God's Servant for Your Good: Part 5, "One Could Do As One Pleased Only With Stateless People"

We are continuing to reflect on Romans 13, where Paul describes the nation state as "God's servant for your good" because the nation state does not "bear the sword in vain" as "the servant of God to execute wrath on the wrongdoer."

I've been discussing various things I've encountered that have made me think again about Paul's claim about how the state "wields the sword" might be experienced as "good news" in social locations different from my own.

In this post I want to bring your attention to the analysis made by Timothy Snyder in his book Black Earth: The Holocaust as History and Warning.

There's a lot in Black Earth to wade through, but the core of its argument is relevant to our musings about Romans 13.

The relevant statistic is easy enough to share. Most of the Jews killed during the Holocaust were not killed in Germany. Most of the Jews were killed in stateless regions, formerly functioning states, like Poland, that were destroyed by the Nazis. These stateless regions became lawless killing zones.

By contrast, nations that were able to keep some state function alive during Nazi occupation, states like France, saw much less of the killing and genocide.

In short, an argument from Black Earth is that there is a connection between statelessness and genocide. Black Earth builds on the assessment of Hannah Arendt: "One could do as one pleased only with stateless people."

That quickly brings us back to Romans 13.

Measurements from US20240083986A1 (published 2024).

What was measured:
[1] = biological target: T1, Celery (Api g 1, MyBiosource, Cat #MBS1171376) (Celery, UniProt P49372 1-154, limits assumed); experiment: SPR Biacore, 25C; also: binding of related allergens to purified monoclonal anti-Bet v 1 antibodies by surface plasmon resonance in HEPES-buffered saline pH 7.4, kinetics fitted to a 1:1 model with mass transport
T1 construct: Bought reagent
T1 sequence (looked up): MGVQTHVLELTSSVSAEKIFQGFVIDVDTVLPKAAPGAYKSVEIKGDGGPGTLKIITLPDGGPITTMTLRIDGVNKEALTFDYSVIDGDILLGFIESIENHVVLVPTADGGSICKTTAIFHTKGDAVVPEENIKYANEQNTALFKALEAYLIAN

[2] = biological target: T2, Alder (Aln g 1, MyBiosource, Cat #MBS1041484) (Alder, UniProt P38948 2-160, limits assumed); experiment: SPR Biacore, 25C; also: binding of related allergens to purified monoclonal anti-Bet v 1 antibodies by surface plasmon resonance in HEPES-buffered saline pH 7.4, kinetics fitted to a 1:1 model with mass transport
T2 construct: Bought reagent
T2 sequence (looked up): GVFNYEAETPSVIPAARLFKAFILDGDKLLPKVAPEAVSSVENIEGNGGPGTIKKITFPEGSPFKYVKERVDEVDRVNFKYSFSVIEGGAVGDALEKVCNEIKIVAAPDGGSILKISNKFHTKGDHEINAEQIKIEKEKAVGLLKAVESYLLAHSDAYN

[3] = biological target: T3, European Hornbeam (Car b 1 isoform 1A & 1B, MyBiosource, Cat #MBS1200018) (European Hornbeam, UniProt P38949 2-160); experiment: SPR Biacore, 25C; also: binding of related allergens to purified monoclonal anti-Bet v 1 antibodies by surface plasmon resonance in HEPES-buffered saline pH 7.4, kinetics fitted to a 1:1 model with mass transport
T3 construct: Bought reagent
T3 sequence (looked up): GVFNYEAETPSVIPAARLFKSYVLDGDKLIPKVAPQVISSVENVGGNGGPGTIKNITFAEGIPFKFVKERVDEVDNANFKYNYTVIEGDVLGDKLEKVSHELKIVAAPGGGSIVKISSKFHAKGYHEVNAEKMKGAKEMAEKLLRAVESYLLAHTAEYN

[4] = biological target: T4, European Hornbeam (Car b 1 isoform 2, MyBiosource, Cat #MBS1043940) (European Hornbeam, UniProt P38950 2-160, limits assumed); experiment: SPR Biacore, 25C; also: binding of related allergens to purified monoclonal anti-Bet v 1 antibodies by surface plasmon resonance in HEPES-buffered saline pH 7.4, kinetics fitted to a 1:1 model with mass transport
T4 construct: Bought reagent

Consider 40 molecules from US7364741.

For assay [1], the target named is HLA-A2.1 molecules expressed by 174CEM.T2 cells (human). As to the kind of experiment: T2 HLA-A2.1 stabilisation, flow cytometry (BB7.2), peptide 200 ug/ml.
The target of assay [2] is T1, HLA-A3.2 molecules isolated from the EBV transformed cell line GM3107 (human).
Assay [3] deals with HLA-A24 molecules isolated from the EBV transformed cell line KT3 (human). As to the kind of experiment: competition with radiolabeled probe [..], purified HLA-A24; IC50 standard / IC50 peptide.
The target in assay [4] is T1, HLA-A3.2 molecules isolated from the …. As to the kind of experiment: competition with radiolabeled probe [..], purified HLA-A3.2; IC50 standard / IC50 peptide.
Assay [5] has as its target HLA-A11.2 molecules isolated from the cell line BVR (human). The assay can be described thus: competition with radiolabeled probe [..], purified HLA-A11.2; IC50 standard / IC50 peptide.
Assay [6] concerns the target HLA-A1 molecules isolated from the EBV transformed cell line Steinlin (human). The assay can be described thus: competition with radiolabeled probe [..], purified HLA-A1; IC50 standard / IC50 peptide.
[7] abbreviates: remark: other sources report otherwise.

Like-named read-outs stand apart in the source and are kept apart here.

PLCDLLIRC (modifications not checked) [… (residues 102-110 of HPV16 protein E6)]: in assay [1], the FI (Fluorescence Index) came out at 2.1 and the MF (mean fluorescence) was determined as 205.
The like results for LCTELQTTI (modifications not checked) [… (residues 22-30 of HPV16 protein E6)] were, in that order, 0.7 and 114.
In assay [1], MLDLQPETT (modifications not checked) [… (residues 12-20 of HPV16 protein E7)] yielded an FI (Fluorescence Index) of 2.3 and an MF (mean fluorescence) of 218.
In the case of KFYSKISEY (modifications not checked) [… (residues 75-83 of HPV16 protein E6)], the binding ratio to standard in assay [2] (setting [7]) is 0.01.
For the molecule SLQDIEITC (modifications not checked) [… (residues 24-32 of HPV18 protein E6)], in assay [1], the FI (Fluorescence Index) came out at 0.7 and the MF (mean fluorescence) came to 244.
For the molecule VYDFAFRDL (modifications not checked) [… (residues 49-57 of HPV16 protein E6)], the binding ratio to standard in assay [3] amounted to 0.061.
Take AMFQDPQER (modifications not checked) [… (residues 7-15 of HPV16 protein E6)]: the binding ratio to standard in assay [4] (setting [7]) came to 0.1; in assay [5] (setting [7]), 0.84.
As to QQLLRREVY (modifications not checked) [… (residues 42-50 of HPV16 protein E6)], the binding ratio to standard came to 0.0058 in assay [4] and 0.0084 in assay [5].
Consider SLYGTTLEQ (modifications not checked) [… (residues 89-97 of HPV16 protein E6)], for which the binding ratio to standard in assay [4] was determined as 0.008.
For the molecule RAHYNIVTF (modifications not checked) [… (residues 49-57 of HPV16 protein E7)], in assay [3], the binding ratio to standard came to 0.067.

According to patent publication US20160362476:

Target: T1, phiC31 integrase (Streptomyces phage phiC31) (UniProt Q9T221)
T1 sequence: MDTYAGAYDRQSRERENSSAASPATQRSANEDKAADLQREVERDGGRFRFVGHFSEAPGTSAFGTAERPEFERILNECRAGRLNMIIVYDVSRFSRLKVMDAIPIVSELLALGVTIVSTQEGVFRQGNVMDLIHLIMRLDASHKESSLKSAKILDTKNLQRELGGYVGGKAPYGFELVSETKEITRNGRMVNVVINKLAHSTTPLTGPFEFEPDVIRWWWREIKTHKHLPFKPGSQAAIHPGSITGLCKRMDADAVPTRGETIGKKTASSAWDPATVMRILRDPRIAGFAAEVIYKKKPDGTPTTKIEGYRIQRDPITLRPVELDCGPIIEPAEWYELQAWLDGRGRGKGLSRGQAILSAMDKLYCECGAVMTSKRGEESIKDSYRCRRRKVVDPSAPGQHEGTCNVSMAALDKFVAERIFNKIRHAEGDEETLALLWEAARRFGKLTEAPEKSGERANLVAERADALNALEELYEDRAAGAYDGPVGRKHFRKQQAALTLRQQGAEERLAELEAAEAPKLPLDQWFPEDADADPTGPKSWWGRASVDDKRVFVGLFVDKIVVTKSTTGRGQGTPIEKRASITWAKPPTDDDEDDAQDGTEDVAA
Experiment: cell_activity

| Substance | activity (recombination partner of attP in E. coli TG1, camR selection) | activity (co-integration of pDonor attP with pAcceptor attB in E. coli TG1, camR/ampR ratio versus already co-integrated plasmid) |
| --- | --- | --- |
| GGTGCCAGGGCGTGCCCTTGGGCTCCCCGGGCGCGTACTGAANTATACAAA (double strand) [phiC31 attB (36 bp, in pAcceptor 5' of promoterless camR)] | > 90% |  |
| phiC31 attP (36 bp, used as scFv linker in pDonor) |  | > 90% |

States, as was the case in France during WW II, protect their citizens. Poland, by contrast, was totally dismantled by Nazi Germany and thus lacked the capacities to protect its citizens, creating the lawless zones that became the killing fields of the Holocaust.

Beyond WW II, you can also see a connection between mass killings and statelessness when states fail or when a vacuum of state control is created. Historically, murder proliferates in these lawless areas where states don't exist or don't function properly.

We also see the extreme vulnerability of stateless persons in displaced and refugee populations. Without a state to protect them, as citizenless persons, these people are extremely vulnerable, if not to mass killing than to local violence (e.g., violence within refugee camps) and global abandonment.

Without a state no one cares about, claims or protects these displaced persons. Refugees live in a lawless vacuum and are, thus, vulnerable to violence, on either a personal or genocidal scale.

Once again, does this not cause us to rethink Romans 13 from the social location of stateless persons? Yes, states commit horrific crimes. But states also protect their citizens.

When states fail violence and destitution grow to massive, genocidal and world-historic proportions.

Then and now.

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